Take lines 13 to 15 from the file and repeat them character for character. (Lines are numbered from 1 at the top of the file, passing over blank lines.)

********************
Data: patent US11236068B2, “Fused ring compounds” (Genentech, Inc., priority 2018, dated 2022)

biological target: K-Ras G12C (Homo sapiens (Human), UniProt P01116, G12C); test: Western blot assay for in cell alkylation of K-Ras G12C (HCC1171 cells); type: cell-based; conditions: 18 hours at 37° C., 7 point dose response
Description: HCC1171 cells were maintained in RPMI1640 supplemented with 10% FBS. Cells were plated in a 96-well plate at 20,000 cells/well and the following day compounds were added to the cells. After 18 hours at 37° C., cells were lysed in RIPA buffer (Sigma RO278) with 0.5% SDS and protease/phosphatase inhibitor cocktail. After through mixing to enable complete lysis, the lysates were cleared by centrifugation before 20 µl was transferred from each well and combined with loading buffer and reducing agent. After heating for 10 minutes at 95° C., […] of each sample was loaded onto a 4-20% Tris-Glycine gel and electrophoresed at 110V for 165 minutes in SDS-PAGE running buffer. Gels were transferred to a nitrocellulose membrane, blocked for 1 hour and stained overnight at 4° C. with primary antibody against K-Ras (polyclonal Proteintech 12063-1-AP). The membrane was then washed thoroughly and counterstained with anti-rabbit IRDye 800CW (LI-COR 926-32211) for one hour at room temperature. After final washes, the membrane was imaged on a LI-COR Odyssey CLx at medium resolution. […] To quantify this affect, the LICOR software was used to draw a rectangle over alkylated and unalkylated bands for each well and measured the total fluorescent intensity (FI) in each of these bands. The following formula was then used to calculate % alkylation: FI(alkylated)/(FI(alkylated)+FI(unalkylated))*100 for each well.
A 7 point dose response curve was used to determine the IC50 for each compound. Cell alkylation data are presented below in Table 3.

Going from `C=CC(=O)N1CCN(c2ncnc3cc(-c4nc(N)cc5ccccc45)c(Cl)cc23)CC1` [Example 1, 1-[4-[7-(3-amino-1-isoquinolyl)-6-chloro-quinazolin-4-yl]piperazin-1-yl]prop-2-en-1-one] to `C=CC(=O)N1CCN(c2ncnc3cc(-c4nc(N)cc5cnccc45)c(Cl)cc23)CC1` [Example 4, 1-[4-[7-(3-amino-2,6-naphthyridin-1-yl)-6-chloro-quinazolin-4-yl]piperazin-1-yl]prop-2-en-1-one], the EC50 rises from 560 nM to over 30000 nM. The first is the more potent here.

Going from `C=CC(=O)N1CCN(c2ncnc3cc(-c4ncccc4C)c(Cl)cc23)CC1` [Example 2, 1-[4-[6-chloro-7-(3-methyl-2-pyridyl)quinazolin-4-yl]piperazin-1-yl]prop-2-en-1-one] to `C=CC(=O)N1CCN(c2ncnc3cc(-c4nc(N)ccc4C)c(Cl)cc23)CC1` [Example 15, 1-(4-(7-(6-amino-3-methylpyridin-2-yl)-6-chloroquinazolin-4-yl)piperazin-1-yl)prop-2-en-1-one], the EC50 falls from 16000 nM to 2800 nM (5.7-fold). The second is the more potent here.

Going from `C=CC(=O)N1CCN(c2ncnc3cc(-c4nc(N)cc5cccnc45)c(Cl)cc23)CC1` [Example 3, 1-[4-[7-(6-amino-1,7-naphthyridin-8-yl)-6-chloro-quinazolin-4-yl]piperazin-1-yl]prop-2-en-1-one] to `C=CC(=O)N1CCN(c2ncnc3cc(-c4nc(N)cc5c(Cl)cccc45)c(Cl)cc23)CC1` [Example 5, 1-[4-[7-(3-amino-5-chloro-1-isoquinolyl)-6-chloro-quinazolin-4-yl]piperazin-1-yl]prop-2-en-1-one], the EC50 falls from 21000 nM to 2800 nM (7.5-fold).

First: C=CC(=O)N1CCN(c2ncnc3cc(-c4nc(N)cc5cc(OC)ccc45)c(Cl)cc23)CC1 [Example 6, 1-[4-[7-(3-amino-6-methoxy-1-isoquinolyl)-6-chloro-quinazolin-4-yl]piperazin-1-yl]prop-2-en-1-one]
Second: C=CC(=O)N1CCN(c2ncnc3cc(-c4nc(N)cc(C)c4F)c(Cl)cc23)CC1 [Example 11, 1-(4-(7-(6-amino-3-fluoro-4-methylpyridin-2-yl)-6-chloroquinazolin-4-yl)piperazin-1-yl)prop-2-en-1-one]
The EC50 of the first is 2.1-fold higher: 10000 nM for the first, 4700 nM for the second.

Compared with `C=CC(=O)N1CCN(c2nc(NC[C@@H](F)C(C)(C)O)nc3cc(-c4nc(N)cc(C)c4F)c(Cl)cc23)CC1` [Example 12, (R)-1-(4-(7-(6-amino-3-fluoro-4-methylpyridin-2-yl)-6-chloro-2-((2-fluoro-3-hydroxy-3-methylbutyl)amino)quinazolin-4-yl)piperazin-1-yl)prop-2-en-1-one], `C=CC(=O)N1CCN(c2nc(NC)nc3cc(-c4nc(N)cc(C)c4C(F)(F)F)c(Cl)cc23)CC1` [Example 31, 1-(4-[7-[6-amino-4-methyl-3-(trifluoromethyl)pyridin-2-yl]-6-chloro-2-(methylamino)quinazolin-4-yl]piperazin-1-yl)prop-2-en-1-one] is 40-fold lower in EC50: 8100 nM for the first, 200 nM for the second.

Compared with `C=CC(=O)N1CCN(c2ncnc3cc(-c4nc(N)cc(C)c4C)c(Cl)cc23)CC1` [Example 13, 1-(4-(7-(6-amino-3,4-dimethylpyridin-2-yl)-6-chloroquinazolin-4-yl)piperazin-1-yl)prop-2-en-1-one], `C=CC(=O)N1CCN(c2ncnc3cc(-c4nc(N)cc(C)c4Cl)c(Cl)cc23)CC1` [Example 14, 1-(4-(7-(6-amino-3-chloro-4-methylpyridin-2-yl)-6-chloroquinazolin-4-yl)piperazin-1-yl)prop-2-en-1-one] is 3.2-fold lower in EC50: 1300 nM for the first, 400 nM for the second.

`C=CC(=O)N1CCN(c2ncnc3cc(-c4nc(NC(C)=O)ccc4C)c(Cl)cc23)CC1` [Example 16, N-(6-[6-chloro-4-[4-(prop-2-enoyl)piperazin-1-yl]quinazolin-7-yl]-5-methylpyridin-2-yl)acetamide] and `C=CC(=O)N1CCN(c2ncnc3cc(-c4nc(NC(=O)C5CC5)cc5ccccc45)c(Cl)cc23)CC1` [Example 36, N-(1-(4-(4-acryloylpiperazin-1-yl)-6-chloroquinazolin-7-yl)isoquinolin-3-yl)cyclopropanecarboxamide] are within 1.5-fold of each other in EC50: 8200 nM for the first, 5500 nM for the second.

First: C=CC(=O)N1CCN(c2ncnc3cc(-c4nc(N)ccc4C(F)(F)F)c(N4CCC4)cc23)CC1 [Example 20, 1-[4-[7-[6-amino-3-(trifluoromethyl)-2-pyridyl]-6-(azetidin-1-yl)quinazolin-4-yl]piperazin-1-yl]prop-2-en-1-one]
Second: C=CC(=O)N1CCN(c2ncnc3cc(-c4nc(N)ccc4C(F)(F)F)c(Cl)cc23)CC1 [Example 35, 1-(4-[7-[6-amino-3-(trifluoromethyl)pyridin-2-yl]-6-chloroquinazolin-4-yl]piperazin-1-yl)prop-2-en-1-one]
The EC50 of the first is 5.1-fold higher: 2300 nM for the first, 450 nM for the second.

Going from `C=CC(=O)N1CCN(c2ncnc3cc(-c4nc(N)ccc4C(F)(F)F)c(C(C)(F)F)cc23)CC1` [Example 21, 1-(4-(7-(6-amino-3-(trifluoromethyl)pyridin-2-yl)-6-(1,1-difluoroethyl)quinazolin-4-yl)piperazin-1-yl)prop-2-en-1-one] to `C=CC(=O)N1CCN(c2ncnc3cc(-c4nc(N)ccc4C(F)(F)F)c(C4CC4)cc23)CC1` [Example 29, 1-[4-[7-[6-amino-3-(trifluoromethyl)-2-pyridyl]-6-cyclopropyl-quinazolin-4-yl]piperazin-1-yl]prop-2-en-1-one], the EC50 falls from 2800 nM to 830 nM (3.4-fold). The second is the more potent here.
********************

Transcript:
`C=CC(=O)N1CCN(c2ncnc3cc(-c4nc(NC(C)=O)ccc4C)c(Cl)cc23)CC1` [Example 16, N-(6-[6-chloro-4-[4-(prop-2-enoyl)piperazin-1-yl]quinazolin-7-yl]-5-methylpyridin-2-yl)acetamide] and `C=CC(=O)N1CCN(c2ncnc3cc(-c4nc(NC(=O)C5CC5)cc5ccccc45)c(Cl)cc23)CC1` [Example 36, N-(1-(4-(4-acryloylpiperazin-1-yl)-6-chloroquinazolin-7-yl)isoquinolin-3-yl)cyclopropanecarboxamide] are within 1.5-fold of each other in EC50: 8200 nM for the first, 5500 nM for the second.

First: C=CC(=O)N1CCN(c2ncnc3cc(-c4nc(N)ccc4C(F)(F)F)c(N4CCC4)cc23)CC1 [Example 20, 1-[4-[7-[6-amino-3-(trifluoromethyl)-2-pyridyl]-6-(azetidin-1-yl)quinazolin-4-yl]piperazin-1-yl]prop-2-en-1-one]
Second: C=CC(=O)N1CCN(c2ncnc3cc(-c4nc(N)ccc4C(F)(F)F)c(Cl)cc23)CC1 [Example 35, 1-(4-[7-[6-amino-3-(trifluoromethyl)pyridin-2-yl]-6-chloroquinazolin-4-yl]piperazin-1-yl)prop-2-en-1-one]